Penelope II is now the main focus for the Conservation team, who are restoring her ready to be used for boat trips when the Museum opens.
Penelope II was built by Borwicks of Bowness for a local family and used mainly to follow the Royal Windermere Yacht Club races. With a straight bow and cruiser stern, PenelopeII looks like a traditional Windermere steam launch but she has always run on a motor engine.
In last month’s news, Osprey was about to have her boiler lifted in. With the boiler now in place the Conservation team will connect up the pipework, marking one of the final stages of her restoration.
Jane, who is looking increasingly striking with her beautifully crafted chrome work now fitted, will also have have her seats installed. A 1930s speedboat, Jane will be available for unique and exclusive boat trips for two from Windermere Jetty.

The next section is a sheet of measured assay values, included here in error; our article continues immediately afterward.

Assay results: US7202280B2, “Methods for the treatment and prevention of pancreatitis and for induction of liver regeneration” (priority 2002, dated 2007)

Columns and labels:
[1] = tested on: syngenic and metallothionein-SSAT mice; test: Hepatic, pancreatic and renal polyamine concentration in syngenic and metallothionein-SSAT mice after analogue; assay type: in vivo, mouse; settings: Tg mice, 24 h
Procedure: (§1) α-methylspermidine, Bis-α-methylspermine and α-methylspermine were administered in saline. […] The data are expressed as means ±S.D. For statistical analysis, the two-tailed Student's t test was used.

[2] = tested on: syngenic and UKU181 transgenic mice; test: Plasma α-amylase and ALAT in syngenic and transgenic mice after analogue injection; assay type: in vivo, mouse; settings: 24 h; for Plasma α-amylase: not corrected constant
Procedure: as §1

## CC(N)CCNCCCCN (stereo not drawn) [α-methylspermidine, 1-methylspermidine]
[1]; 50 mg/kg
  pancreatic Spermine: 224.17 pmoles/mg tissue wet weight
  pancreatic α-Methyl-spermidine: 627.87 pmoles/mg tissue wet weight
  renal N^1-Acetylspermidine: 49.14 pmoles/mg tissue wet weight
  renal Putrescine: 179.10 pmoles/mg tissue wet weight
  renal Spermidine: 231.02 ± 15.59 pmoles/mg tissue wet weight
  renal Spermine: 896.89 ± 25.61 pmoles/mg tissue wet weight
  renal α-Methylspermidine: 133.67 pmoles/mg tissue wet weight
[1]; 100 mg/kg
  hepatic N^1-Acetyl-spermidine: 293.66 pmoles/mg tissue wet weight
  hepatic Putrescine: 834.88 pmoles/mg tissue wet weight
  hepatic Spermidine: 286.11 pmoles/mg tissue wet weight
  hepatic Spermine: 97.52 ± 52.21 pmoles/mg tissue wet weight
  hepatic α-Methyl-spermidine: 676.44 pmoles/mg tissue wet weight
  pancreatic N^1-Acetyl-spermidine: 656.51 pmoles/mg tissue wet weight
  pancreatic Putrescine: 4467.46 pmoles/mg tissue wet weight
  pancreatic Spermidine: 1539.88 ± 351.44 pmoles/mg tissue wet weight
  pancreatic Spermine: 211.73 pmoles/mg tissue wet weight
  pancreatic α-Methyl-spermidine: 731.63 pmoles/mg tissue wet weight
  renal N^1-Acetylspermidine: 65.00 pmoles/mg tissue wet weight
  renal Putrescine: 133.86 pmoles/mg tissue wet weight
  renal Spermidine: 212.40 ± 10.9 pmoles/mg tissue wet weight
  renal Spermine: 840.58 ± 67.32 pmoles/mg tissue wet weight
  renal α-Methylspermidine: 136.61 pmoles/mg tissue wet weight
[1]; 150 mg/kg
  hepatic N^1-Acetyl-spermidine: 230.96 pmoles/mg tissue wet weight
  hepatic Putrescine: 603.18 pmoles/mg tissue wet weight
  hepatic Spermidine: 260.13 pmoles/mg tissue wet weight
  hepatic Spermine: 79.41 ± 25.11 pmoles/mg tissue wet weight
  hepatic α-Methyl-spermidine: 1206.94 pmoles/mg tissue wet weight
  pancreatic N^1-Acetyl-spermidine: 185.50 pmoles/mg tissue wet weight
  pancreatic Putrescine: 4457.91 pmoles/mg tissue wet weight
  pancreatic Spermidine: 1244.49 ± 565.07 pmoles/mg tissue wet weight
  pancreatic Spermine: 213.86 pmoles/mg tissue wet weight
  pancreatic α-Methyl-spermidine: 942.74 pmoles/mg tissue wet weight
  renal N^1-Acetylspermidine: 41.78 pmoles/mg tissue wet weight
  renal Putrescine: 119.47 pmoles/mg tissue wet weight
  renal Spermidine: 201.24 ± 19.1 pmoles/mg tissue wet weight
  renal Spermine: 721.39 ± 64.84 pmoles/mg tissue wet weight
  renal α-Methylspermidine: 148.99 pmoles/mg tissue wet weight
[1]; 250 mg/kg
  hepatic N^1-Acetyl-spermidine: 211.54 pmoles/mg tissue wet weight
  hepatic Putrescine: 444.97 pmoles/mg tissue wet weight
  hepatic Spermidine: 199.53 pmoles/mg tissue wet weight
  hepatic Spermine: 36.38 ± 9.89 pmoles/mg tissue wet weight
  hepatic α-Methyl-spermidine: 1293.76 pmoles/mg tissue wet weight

Last month a key milestone was reached with the Windermere Jetty buildings being connected to mains water and electricity. This has made way for the commencement of significant developments to the internal fit out of the buildings during September.
Steam Launch (SL) Osprey was built in 1902 in Bowness and after many years out of service, she has required extensive restoration to bring her back to her former glory. This coming month, we will reach the landmark milestone where Osprey will take to the water once again.
This month, the project will reach a number of milestones. With much of the building's structure complete, work can begin on the external landscaping, beginning with the area surrounding the entrance. In addition, the decking to the cafe terrace will be completed by the end of the month. The terrace area extends from the cafe and will provide a scenically stunning location on the lakeshore to enjoy locally sourced, homemade food and drink.
Internally, the wooden panelling in the main museum building is complete, giving the spaces a high quality wood finish.